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iPhone app price drops grow revenue an average of 159% in 7 days

post #1 of 25
Thread Starter 
Price drops on Apple's App Store can be an effective tool used to gain interest and boost revenue in the short term, a new study has found.

Distimo


In its latest report, mobile app analytics firm Distimo took a look at the effect of price changes on mobile software. Their data found that a total of 850 unique iPhone applications, and 930 iPad applications, changed their price at least once in the month of December.

The data collected by Distimo found that price changes have a much greater effect on iPhone software than iPad. For example, downloads of iPhone apps increased by 1,665 percent five days after a price cut, while iPad software downloads grew by 871 percent.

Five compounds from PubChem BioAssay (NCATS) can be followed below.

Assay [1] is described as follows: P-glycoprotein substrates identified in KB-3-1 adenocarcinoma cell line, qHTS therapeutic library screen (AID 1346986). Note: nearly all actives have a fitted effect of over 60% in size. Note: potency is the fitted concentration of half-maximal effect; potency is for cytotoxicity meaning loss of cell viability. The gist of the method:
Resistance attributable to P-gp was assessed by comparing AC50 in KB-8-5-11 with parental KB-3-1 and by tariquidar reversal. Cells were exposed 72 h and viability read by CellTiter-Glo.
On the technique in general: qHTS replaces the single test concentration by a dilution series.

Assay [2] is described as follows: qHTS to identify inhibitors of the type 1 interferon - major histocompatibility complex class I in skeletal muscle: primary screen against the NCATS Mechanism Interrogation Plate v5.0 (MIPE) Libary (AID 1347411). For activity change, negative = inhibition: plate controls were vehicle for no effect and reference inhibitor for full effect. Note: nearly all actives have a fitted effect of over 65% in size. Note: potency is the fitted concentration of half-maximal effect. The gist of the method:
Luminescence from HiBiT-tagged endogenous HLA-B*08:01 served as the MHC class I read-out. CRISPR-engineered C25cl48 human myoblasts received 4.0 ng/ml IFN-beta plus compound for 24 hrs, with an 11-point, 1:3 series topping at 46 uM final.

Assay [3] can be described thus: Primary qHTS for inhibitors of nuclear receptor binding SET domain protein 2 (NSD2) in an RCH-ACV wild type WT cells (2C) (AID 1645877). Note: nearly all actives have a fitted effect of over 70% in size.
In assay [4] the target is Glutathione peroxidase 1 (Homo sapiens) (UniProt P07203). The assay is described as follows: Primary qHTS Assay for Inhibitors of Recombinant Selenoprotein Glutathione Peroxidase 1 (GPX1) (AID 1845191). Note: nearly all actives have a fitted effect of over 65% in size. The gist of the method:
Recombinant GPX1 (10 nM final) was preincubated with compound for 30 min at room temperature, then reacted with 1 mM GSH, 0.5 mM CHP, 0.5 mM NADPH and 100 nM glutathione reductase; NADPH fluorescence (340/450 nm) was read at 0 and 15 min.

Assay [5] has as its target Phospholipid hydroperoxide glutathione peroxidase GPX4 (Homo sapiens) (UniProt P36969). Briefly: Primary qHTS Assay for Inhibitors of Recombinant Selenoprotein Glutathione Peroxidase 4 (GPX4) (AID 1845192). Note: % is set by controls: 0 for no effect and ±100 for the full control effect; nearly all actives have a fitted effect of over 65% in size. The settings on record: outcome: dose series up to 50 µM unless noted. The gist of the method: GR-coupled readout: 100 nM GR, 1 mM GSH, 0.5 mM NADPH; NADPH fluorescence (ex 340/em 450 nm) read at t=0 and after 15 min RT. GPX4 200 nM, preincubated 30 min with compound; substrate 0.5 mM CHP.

Distimo also found that price cuts resulted in revenue growth rates continuing to grow the longer than the application was on sale. For example, revenue for an iPhone app increased 137 percent five days after a price drop, and 159 percent a full week after the discount was enacted.

Distimo


"There is a two-fold explanation for this lagged revenue growth effect: either an increase in income from one-off fees or an increase in income generated by in-app purchases," they explained.

Going in the opposite direction and increasing the price caused cumulative downloads to drop by 46 percent over five days on the iPhone, and 57 percent after five days on the iPad.

In all, the data shows that customers are more sensitive to price changes on the iPhone than they are on the iPad. Distimo came to the conclusion that price drops ? particularly ones sustained for at least a week ??are a smart play for developers looking to increase downloads and revenue.